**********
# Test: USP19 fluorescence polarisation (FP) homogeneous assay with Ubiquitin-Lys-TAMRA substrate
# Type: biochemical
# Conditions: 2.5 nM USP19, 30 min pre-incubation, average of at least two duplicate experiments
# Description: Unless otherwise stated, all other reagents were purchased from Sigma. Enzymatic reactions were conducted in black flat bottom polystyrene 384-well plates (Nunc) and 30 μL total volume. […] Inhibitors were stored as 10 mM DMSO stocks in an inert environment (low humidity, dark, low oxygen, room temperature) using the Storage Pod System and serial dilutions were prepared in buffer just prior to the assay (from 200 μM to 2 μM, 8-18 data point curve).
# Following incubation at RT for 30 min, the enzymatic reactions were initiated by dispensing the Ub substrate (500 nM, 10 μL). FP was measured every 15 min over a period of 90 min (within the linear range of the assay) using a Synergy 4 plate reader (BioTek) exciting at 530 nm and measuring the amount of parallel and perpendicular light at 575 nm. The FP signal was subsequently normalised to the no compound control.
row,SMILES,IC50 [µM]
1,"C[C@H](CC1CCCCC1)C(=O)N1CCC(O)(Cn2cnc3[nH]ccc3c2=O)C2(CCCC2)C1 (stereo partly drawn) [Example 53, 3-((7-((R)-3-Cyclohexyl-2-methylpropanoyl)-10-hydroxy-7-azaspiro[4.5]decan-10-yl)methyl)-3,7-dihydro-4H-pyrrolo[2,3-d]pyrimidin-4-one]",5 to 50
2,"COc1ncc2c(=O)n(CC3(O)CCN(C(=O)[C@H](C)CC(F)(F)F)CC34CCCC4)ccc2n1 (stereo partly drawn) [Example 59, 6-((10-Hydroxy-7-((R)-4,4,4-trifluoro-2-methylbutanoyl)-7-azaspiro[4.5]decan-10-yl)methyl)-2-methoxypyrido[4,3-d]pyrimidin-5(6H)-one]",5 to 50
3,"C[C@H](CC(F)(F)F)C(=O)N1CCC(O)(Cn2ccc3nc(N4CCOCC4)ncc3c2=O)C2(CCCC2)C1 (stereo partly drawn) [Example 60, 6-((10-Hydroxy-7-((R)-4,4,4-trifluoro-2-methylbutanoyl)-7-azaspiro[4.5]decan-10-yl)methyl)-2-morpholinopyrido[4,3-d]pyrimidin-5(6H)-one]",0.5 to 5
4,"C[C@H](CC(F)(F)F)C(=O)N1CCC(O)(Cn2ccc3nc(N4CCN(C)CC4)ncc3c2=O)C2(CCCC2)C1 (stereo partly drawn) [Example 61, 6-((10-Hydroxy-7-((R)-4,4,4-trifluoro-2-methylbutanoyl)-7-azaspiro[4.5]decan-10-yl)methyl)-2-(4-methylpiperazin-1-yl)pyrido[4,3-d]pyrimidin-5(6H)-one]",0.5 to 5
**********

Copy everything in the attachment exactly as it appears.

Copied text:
# Test: USP19 fluorescence polarisation (FP) homogeneous assay with Ubiquitin-Lys-TAMRA substrate
# Type: biochemical
# Conditions: 2.5 nM USP19, 30 min pre-incubation, average of at least two duplicate experiments
# Description: Unless otherwise stated, all other reagents were purchased from Sigma. Enzymatic reactions were conducted in black flat bottom polystyrene 384-well plates (Nunc) and 30 μL total volume. […] Inhibitors were stored as 10 mM DMSO stocks in an inert environment (low humidity, dark, low oxygen, room temperature) using the Storage Pod System and serial dilutions were prepared in buffer just prior to the assay (from 200 μM to 2 μM, 8-18 data point curve).
# Following incubation at RT for 30 min, the enzymatic reactions were initiated by dispensing the Ub substrate (500 nM, 10 μL). FP was measured every 15 min over a period of 90 min (within the linear range of the assay) using a Synergy 4 plate reader (BioTek) exciting at 530 nm and measuring the amount of parallel and perpendicular light at 575 nm. The FP signal was subsequently normalised to the no compound control.
row,SMILES,IC50 [µM]
1,"C[C@H](CC1CCCCC1)C(=O)N1CCC(O)(Cn2cnc3[nH]ccc3c2=O)C2(CCCC2)C1 (stereo partly drawn) [Example 53, 3-((7-((R)-3-Cyclohexyl-2-methylpropanoyl)-10-hydroxy-7-azaspiro[4.5]decan-10-yl)methyl)-3,7-dihydro-4H-pyrrolo[2,3-d]pyrimidin-4-one]",5 to 50
2,"COc1ncc2c(=O)n(CC3(O)CCN(C(=O)[C@H](C)CC(F)(F)F)CC34CCCC4)ccc2n1 (stereo partly drawn) [Example 59, 6-((10-Hydroxy-7-((R)-4,4,4-trifluoro-2-methylbutanoyl)-7-azaspiro[4.5]decan-10-yl)methyl)-2-methoxypyrido[4,3-d]pyrimidin-5(6H)-one]",5 to 50
3,"C[C@H](CC(F)(F)F)C(=O)N1CCC(O)(Cn2ccc3nc(N4CCOCC4)ncc3c2=O)C2(CCCC2)C1 (stereo partly drawn) [Example 60, 6-((10-Hydroxy-7-((R)-4,4,4-trifluoro-2-methylbutanoyl)-7-azaspiro[4.5]decan-10-yl)methyl)-2-morpholinopyrido[4,3-d]pyrimidin-5(6H)-one]",0.5 to 5
4,"C[C@H](CC(F)(F)F)C(=O)N1CCC(O)(Cn2ccc3nc(N4CCN(C)CC4)ncc3c2=O)C2(CCCC2)C1 (stereo partly drawn) [Example 61, 6-((10-Hydroxy-7-((R)-4,4,4-trifluoro-2-methylbutanoyl)-7-azaspiro[4.5]decan-10-yl)methyl)-2-(4-methylpiperazin-1-yl)pyrido[4,3-d]pyrimidin-5(6H)-one]",0.5 to 5